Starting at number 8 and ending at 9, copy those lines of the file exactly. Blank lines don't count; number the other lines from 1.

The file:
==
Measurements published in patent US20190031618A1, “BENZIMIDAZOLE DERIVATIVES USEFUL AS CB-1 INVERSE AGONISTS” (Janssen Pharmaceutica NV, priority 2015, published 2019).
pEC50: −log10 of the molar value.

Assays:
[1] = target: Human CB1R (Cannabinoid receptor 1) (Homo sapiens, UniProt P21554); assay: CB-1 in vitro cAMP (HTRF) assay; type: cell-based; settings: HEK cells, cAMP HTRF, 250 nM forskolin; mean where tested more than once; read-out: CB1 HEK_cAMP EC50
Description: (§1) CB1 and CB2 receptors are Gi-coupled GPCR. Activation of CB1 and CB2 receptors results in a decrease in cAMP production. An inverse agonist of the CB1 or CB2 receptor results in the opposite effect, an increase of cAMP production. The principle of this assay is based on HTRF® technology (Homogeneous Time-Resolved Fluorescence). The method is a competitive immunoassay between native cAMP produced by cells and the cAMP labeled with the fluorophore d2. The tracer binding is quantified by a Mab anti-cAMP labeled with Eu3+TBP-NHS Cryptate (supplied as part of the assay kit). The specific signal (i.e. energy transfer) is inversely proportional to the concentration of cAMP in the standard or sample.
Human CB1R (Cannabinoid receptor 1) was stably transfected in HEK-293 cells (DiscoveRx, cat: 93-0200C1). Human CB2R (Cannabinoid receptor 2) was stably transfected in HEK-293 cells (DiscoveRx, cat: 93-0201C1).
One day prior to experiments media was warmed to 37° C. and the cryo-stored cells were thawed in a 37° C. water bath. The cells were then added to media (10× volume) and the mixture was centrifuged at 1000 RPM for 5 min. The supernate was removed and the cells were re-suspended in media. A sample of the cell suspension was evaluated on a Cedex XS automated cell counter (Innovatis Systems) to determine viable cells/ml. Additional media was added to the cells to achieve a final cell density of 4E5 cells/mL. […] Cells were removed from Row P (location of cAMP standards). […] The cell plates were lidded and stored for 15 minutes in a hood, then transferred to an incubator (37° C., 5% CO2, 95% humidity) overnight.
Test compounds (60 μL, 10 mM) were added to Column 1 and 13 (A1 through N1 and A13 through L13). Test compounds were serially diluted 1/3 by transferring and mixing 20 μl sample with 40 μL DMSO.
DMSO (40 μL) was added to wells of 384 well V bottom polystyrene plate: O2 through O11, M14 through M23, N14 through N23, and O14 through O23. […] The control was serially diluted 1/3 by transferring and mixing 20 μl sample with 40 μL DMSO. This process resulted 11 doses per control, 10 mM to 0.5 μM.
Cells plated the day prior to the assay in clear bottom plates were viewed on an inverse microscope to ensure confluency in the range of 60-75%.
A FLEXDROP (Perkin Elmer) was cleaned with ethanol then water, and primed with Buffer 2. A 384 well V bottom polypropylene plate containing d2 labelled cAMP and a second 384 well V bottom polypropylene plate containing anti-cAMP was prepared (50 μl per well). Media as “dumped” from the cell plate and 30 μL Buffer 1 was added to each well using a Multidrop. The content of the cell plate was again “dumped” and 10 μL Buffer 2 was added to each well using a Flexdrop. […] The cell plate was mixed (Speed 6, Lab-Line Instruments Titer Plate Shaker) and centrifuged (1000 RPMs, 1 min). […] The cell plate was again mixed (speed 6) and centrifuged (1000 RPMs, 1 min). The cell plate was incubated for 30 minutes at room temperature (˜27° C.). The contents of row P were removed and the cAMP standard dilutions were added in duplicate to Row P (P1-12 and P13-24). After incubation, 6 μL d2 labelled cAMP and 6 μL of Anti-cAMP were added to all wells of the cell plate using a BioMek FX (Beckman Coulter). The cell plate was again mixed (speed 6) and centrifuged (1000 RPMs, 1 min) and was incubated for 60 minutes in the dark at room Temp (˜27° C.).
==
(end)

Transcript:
Test compounds (60 μL, 10 mM) were added to Column 1 and 13 (A1 through N1 and A13 through L13). Test compounds were serially diluted 1/3 by transferring and mixing 20 μl sample with 40 μL DMSO.
DMSO (40 μL) was added to wells of 384 well V bottom polystyrene plate: O2 through O11, M14 through M23, N14 through N23, and O14 through O23. […] The control was serially diluted 1/3 by transferring and mixing 20 μl sample with 40 μL DMSO. This process resulted 11 doses per control, 10 mM to 0.5 μM.